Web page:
What happened to that?

Just prior to the election Rahm’s people promised that the email correspondence between Rahm and his closest financial advisor would be released in 77 hours.

Why 77? Because that would put it after the election.

They have never been released.

Oh. Here is something needing a spotlight:

Whatever happened to the federal investigation of corruption in UNO charter schools?

And how long will this grand jury be meeting on the Barbara Byrd-Bennett SUPES scandal?

Until we forget and the spotlight goes elsewhere.

So many things that need a spotlight.

Leave LeBron’s penis alone.

Chicago Teachers Union: The bond rating downgrade is meant to induce panic.


CHICAGO—The Chicago Teachers Union released the following statement regarding Moody’s downgrade of the Chicago Public Schools bond rating:

“The downgrade is an example of how the rating agencies work in concert with bond holders in pushing our city and schools to the brink by recklessly increasing termination fees and costs of borrowing. Today’s action by Moody’s induces further political panic to force the city to implement even more misguided fiscal decisions that will hurt our students and public schools,” said CTU spokeswoman Stephanie Gadlin.

“Mayor Emanuel and his handpicked school board have refused to challenge big banks like Loop Capital and Bank of America for misrepresenting the risks of toxic swap deals or take responsibility for market conditions in the 2008 collapse that have greatly increased Chicago’s liabilities. Additionally, rating agencies have consistently argued that the mayor must get more revenue and repair a rocky relationship with the CTU in order to improve Chicago’s ratings.

“Instead of heeding this advice, the mayor has provoked more labor discord by demanding a 7 percent reduction in compensation for teachers and paraprofessionals while promulgating a fiscal ‘crisis’ of the Board’s own making. He has also refused to support progressive revenue options like a LaSalle St. Tax, releasing the TIF surplus, suing the banks for toxic swaps, advocating for a Millionaires Tax and other revenue options.”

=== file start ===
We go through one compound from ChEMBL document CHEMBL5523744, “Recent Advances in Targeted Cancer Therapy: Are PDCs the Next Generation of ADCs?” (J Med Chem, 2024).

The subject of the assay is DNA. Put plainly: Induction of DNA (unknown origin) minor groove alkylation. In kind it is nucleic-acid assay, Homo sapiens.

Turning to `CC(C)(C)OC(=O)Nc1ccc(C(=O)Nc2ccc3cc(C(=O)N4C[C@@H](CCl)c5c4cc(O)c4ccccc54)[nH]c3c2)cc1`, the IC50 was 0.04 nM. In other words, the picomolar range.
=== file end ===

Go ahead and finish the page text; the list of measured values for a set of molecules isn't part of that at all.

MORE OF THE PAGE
Breaking: Rahm gives 10th Ward’s Pope $15K the day AFTER the election.

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It was no secret that 10th Ward Alderman John Pope was a Rahm water carrier in the city council.

Or that Rahm was a big supporter of Pope’s in his apparent losing effort to hold on to his seat from the progressive challenge of Susan Sadlowski Garza.

But why would Mayor Rahm give Pope $15,000 from his own campaign fund the day after the election?

Some 10th Ward residents have reported that Pope’s campaign people have been going to those who requested absentee ballots but didn’t mail them in postmarked by election day as required by law.

There has been a concern that ballots have been exchanged for money and postmarks messed around with.

I mean it is not like that kind of stuff never happens in Chicago.

What would John Pope need with $15,000 dollars the day after?

Or $2,500 of Ford Motor Company money one day before?